Wismar, Germany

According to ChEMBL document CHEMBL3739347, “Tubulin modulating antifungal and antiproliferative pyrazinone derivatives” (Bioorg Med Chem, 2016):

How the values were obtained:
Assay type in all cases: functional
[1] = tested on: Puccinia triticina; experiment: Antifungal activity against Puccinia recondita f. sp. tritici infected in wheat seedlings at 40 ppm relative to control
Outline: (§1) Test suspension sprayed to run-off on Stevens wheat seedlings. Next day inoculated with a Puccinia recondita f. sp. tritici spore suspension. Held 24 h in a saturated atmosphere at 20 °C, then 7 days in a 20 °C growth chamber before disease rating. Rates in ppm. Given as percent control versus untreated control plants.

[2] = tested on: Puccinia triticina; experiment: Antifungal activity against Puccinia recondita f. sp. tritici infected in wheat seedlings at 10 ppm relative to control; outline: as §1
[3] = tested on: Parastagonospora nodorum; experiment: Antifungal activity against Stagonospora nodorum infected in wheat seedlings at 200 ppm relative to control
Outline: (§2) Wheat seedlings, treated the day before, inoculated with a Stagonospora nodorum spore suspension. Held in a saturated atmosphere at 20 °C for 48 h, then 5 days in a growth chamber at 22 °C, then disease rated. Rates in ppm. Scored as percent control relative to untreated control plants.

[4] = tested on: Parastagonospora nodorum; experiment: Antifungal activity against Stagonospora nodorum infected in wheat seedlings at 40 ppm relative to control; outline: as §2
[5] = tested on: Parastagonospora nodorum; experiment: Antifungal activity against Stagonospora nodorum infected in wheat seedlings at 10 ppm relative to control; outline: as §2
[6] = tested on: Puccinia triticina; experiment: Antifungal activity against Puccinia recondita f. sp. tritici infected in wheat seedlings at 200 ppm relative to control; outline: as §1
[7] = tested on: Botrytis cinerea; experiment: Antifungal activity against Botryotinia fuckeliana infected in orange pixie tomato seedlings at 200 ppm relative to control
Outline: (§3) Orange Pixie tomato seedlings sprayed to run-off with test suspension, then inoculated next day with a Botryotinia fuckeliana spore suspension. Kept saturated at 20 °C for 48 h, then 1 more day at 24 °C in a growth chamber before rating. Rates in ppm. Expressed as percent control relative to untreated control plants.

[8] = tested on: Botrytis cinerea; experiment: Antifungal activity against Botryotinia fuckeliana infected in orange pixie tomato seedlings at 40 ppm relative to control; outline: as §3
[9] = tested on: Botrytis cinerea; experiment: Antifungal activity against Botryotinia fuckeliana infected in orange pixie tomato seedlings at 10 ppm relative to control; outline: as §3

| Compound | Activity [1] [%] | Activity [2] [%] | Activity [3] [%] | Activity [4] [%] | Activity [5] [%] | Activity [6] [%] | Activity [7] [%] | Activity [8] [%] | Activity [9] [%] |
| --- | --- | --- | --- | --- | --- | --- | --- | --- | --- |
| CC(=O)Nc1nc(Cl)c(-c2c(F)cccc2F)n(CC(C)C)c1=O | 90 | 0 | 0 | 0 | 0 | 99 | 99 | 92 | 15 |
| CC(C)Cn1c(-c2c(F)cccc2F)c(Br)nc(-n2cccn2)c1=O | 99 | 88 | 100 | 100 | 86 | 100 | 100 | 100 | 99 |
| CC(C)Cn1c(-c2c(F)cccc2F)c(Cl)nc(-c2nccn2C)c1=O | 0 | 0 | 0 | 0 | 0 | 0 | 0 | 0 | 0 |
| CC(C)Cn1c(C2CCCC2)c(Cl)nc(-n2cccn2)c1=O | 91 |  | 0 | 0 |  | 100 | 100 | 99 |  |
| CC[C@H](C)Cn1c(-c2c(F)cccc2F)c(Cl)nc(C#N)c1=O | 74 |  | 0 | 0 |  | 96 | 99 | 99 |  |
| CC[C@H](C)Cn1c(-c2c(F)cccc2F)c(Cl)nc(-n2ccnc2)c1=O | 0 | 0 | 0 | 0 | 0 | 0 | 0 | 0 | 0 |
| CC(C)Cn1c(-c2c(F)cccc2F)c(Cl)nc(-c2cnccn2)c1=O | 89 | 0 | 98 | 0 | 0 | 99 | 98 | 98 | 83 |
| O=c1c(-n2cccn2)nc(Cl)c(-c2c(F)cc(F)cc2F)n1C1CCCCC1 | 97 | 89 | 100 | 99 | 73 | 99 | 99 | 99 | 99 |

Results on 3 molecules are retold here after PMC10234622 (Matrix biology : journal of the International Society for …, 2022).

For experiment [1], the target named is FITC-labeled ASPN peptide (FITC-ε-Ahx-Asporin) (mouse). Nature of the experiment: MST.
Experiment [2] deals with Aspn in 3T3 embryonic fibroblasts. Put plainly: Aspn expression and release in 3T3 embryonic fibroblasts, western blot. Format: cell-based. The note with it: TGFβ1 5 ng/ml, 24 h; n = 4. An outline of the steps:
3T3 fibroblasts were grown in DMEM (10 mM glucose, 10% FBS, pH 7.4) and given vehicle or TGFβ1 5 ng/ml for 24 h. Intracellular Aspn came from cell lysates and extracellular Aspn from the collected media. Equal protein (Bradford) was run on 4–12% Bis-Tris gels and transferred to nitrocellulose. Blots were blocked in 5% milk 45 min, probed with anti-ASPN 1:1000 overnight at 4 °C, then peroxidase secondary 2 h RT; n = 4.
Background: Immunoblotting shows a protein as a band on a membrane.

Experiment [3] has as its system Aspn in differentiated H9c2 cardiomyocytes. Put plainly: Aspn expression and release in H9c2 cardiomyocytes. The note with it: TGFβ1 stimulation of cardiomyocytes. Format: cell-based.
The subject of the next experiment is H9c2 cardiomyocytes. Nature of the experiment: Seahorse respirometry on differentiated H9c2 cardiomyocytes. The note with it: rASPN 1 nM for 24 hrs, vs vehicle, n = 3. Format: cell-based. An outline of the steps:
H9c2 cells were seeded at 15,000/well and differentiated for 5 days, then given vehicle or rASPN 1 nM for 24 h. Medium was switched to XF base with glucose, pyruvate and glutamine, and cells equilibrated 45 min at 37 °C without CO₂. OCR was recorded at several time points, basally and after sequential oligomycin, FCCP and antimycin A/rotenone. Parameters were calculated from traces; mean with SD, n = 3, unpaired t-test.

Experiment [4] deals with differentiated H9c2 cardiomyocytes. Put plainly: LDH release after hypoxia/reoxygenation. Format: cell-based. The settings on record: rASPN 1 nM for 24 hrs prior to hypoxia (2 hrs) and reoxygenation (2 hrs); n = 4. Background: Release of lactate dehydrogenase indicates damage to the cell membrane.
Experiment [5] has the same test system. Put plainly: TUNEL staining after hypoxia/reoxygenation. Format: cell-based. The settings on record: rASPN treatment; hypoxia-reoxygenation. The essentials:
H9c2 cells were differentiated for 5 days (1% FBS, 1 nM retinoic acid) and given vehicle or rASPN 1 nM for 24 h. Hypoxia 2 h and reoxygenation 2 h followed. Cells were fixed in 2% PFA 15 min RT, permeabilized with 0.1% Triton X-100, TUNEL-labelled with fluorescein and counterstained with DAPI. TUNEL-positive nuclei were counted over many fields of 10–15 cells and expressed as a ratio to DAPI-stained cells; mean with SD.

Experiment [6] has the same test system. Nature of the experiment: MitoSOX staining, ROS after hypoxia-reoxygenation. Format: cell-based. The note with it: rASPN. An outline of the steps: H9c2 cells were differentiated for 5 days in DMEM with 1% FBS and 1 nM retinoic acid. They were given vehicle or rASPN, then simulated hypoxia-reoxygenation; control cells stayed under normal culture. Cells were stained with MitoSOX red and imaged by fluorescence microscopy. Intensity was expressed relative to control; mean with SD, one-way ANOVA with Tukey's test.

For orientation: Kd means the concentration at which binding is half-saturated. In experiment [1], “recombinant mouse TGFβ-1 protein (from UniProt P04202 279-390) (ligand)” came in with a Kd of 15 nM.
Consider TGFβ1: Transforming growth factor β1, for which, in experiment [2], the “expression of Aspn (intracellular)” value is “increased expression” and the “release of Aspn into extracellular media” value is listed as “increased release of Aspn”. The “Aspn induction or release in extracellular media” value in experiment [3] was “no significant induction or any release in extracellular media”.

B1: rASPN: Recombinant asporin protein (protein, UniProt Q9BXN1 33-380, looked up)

Wismar, on the Baltic just east of Lubeck, is one of the most important cities of the Hanseatic League. Shortly after its founding, it banded together with Lübeck and Rostock in a defensive alliance, which led to the formation of the League. Today it has one of the finest preserved and restored treasuries of German Brick Gothic architecture existing, and was inscribed as a UNESCO World Heritage Site in 2002. It has the largest Market Square in Germany, anchored by the wrought-iron Waterworks from 1602, and surrounded by stellar buildings. The city was ruled by Sweden from 1648 until 1903. It was heavily damaged during World War II, and was a part of the GDR after the war until 1990. There are many fine examples of Hanseatic era patrician gable houses in Wismar, most notably the Alter Schwede (Old Swede) from 1380. The architectural heritage in the city spans eras from Gothic through Art Nouveau styles.